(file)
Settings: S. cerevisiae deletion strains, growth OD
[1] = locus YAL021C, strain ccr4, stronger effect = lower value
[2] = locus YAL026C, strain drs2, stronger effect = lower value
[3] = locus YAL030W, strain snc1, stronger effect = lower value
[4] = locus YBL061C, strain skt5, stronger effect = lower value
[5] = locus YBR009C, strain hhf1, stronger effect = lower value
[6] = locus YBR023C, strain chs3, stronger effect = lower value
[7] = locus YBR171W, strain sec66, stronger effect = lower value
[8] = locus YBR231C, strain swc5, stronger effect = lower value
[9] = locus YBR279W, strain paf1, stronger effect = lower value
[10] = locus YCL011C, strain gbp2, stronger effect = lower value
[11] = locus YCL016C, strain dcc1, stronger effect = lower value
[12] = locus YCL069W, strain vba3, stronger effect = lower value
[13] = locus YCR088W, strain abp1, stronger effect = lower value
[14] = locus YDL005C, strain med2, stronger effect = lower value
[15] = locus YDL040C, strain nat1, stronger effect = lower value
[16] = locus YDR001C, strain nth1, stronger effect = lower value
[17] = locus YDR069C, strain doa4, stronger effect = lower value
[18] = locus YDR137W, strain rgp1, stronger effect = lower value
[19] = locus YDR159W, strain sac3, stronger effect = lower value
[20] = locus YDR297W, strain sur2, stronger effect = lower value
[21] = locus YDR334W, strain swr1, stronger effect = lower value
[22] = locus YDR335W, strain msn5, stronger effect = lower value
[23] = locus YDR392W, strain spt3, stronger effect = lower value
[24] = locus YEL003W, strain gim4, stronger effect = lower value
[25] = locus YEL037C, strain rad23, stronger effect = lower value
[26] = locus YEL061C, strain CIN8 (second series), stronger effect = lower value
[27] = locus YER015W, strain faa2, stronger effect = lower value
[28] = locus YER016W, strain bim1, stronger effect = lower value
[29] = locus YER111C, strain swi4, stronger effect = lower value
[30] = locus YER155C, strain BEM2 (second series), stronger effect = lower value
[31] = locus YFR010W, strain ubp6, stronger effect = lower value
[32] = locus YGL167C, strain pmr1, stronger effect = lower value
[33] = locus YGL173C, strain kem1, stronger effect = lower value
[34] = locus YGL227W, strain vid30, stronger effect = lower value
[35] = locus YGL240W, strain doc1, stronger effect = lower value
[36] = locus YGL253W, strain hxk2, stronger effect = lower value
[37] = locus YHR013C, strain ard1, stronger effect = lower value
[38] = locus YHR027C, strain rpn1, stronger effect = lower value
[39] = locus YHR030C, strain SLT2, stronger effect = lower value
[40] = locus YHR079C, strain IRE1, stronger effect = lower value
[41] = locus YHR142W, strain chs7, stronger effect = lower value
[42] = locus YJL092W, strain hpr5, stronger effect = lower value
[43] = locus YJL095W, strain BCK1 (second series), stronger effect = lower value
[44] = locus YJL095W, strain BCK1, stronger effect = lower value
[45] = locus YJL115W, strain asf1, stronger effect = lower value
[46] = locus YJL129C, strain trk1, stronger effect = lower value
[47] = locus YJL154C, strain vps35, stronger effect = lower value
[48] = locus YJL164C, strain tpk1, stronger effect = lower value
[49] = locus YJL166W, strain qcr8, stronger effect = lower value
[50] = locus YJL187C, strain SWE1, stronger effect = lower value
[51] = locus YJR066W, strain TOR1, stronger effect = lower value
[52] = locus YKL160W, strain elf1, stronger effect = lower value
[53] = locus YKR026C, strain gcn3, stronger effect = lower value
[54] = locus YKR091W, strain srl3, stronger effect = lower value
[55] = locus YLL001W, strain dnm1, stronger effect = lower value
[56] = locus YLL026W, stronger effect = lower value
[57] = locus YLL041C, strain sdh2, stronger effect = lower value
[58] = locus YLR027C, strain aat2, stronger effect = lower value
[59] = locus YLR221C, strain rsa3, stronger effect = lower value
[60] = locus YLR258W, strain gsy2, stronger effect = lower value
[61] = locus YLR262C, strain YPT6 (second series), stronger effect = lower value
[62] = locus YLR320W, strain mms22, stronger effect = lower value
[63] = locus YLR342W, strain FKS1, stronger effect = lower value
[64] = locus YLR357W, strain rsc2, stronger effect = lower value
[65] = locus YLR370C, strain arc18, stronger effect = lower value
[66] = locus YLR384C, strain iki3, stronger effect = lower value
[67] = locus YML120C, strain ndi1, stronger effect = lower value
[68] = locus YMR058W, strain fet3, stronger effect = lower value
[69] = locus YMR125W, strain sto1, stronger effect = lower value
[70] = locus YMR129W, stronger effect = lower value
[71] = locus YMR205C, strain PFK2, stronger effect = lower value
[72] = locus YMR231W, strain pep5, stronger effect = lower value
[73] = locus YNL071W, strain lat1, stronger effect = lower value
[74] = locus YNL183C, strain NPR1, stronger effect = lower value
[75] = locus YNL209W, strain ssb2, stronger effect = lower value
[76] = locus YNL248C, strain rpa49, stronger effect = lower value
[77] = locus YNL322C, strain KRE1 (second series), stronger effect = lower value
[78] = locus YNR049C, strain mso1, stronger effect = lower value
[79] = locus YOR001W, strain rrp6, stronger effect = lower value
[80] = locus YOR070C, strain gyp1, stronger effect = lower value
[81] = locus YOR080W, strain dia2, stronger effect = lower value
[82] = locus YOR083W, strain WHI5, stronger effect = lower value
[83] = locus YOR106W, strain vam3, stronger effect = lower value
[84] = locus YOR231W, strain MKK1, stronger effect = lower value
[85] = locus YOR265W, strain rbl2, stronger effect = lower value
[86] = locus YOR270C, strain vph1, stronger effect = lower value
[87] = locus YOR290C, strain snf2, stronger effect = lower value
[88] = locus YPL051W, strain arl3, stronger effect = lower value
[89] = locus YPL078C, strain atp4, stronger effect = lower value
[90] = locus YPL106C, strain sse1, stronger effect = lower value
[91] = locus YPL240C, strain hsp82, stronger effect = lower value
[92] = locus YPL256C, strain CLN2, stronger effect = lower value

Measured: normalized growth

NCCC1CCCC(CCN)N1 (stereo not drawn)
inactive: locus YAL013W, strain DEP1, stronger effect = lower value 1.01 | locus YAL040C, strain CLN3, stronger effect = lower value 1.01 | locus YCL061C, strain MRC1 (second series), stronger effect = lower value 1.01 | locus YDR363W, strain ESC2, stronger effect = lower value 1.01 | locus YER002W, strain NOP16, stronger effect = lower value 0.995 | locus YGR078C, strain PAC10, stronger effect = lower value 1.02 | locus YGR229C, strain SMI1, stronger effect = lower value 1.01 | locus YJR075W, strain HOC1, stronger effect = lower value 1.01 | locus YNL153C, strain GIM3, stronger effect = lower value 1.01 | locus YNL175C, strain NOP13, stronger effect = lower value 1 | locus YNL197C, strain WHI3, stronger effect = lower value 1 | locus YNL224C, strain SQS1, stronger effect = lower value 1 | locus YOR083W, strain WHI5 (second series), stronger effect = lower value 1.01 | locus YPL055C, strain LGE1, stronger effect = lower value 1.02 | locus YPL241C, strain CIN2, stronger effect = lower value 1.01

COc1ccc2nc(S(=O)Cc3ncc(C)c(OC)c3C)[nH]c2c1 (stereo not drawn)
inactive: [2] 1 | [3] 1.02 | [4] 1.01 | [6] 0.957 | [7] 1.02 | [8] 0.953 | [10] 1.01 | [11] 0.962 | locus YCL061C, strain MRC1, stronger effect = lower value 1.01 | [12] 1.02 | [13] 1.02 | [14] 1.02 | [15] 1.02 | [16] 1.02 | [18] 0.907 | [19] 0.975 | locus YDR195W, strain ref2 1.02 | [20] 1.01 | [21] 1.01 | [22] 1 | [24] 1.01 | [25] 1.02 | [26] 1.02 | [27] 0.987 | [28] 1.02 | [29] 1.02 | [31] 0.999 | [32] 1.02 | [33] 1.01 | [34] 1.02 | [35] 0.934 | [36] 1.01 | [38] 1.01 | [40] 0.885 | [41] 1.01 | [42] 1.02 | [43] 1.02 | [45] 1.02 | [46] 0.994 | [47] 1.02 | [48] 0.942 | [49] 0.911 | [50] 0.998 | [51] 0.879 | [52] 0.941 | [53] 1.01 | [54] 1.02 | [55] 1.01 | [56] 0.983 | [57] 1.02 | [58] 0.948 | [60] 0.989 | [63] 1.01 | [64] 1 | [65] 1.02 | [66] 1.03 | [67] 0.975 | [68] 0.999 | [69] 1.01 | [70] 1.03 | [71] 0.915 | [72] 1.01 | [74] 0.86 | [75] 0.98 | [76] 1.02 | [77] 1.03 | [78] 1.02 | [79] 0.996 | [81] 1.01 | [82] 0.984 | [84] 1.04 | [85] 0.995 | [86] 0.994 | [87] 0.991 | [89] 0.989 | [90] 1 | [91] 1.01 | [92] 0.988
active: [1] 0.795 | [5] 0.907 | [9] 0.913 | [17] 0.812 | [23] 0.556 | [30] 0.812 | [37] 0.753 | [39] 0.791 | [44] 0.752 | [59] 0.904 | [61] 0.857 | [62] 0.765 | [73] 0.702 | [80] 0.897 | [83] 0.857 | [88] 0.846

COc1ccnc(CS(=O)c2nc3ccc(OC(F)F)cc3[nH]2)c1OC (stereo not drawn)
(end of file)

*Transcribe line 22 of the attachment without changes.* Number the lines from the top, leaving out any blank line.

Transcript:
[21] = locus YDR334W, strain swr1, stronger effect = lower value